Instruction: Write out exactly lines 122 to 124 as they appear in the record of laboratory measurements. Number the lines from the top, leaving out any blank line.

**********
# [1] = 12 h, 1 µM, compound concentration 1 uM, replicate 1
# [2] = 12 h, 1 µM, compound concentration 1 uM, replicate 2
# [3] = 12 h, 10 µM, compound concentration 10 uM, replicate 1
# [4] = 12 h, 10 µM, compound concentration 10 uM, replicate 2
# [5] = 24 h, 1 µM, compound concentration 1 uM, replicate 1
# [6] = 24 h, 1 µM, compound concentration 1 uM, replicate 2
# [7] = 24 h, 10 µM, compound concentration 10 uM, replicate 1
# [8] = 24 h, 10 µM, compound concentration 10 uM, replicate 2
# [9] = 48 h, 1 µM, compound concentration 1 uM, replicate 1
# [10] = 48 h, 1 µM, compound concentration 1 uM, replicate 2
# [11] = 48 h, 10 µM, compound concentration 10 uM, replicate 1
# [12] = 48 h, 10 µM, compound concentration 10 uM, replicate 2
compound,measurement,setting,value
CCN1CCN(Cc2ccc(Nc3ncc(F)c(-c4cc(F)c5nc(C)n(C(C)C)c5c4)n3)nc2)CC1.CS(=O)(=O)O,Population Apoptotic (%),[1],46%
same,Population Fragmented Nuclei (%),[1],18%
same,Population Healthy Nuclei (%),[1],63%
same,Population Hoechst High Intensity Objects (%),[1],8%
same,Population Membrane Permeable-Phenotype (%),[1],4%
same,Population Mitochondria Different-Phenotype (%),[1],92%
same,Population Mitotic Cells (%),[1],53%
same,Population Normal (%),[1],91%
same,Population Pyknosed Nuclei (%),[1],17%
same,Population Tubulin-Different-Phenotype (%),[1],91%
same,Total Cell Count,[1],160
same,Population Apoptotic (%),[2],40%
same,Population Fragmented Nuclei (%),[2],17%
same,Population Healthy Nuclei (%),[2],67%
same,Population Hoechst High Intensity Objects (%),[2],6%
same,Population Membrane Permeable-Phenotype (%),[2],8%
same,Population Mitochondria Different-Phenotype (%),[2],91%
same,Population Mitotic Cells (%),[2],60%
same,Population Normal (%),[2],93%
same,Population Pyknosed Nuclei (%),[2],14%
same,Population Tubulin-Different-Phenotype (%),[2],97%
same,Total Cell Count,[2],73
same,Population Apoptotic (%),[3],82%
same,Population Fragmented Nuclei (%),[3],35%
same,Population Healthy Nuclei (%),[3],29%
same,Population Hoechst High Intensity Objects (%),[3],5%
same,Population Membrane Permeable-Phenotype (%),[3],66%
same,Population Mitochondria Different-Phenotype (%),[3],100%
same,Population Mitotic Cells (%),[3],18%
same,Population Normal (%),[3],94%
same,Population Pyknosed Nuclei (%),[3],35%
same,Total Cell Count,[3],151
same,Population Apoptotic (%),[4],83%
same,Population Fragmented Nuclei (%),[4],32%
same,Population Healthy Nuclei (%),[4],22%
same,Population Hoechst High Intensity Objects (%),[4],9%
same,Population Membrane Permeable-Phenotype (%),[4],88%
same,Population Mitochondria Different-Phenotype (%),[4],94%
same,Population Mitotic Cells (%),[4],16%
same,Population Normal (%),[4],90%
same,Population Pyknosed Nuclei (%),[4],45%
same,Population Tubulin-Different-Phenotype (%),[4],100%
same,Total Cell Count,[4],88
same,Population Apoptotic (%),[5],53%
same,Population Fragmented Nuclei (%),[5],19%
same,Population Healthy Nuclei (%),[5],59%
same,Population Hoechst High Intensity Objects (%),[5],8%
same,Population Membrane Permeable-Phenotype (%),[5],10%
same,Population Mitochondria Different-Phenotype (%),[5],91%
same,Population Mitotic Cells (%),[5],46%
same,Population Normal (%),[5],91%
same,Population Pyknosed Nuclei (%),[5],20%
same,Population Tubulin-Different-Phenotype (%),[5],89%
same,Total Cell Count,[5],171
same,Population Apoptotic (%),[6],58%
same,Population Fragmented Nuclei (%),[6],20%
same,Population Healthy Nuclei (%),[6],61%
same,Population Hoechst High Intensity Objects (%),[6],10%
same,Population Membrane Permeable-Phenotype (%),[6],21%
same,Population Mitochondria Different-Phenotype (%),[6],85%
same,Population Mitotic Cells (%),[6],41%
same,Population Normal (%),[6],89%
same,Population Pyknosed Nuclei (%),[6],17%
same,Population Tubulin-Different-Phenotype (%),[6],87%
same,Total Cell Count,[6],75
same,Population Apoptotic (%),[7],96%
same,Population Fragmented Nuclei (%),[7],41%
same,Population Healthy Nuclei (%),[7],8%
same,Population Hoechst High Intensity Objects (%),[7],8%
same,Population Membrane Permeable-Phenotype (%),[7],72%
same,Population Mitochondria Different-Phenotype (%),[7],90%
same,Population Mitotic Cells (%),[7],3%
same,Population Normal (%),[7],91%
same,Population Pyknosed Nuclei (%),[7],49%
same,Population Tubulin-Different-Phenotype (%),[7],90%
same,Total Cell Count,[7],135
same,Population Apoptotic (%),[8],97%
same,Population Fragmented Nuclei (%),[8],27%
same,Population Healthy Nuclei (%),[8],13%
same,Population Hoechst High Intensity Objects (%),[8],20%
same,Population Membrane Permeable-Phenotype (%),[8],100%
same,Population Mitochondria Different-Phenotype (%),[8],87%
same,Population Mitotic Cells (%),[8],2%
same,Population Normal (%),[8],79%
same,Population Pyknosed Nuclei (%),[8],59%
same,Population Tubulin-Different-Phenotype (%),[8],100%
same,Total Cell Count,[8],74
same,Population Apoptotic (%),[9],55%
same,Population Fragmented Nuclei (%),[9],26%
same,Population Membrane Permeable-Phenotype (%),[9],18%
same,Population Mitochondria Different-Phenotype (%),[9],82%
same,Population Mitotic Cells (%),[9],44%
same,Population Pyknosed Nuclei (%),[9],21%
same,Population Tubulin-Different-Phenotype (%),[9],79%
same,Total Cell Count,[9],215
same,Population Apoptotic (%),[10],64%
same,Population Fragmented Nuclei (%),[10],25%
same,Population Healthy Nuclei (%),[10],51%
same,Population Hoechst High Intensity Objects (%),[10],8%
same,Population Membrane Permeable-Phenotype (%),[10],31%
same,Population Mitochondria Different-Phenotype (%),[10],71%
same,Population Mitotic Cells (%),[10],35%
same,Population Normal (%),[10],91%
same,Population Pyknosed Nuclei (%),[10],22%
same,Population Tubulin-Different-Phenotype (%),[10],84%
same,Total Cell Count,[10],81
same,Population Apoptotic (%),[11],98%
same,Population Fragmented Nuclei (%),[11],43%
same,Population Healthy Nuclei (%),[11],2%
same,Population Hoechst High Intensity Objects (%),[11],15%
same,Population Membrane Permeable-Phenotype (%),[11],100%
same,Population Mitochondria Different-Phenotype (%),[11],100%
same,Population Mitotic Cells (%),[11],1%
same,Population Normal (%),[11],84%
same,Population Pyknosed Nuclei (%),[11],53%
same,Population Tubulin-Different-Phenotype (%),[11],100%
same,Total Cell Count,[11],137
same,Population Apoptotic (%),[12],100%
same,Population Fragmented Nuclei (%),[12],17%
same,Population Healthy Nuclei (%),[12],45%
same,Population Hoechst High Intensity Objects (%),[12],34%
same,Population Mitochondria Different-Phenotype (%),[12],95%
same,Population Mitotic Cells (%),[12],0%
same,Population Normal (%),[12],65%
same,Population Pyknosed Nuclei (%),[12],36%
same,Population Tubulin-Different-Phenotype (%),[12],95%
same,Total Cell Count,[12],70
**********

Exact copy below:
same,Population Healthy Nuclei (%),[11],2%
same,Population Hoechst High Intensity Objects (%),[11],15%
same,Population Membrane Permeable-Phenotype (%),[11],100%